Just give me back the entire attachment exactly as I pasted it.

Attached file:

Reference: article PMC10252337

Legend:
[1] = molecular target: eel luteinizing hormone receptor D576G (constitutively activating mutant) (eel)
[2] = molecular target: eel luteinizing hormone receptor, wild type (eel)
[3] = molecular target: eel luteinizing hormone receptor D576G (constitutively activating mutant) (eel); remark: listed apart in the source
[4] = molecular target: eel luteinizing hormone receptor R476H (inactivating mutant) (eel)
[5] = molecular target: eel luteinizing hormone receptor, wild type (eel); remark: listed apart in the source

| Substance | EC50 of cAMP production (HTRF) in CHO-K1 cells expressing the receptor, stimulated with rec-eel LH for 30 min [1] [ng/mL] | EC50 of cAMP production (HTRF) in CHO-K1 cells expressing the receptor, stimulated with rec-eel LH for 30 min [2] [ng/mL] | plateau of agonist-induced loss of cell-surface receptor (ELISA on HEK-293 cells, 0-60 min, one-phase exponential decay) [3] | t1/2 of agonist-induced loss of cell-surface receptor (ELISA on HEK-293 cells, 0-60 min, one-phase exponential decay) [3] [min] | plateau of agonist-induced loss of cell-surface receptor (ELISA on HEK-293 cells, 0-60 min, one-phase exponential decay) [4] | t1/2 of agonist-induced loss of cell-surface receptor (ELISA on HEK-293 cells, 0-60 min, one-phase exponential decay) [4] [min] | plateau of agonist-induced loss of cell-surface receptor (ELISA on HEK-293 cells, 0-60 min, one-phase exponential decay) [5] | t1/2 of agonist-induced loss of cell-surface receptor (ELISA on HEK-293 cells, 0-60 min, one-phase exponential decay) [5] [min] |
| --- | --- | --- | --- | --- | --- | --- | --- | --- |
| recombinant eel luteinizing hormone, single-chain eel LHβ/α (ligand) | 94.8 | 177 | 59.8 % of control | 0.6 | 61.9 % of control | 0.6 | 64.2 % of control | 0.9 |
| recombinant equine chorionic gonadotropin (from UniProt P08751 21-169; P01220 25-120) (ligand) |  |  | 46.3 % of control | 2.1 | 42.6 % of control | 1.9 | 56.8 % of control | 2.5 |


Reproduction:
Reference: article PMC10252337

Legend:
[1] = molecular target: eel luteinizing hormone receptor D576G (constitutively activating mutant) (eel)
[2] = molecular target: eel luteinizing hormone receptor, wild type (eel)
[3] = molecular target: eel luteinizing hormone receptor D576G (constitutively activating mutant) (eel); remark: listed apart in the source
[4] = molecular target: eel luteinizing hormone receptor R476H (inactivating mutant) (eel)
[5] = molecular target: eel luteinizing hormone receptor, wild type (eel); remark: listed apart in the source

| Substance | EC50 of cAMP production (HTRF) in CHO-K1 cells expressing the receptor, stimulated with rec-eel LH for 30 min [1] [ng/mL] | EC50 of cAMP production (HTRF) in CHO-K1 cells expressing the receptor, stimulated with rec-eel LH for 30 min [2] [ng/mL] | plateau of agonist-induced loss of cell-surface receptor (ELISA on HEK-293 cells, 0-60 min, one-phase exponential decay) [3] | t1/2 of agonist-induced loss of cell-surface receptor (ELISA on HEK-293 cells, 0-60 min, one-phase exponential decay) [3] [min] | plateau of agonist-induced loss of cell-surface receptor (ELISA on HEK-293 cells, 0-60 min, one-phase exponential decay) [4] | t1/2 of agonist-induced loss of cell-surface receptor (ELISA on HEK-293 cells, 0-60 min, one-phase exponential decay) [4] [min] | plateau of agonist-induced loss of cell-surface receptor (ELISA on HEK-293 cells, 0-60 min, one-phase exponential decay) [5] | t1/2 of agonist-induced loss of cell-surface receptor (ELISA on HEK-293 cells, 0-60 min, one-phase exponential decay) [5] [min] |
| --- | --- | --- | --- | --- | --- | --- | --- | --- |
| recombinant eel luteinizing hormone, single-chain eel LHβ/α (ligand) | 94.8 | 177 | 59.8 % of control | 0.6 | 61.9 % of control | 0.6 | 64.2 % of control | 0.9 |
| recombinant equine chorionic gonadotropin (from UniProt P08751 21-169; P01220 25-120) (ligand) |  |  | 46.3 % of control | 2.1 | 42.6 % of control | 1.9 | 56.8 % of control | 2.5 |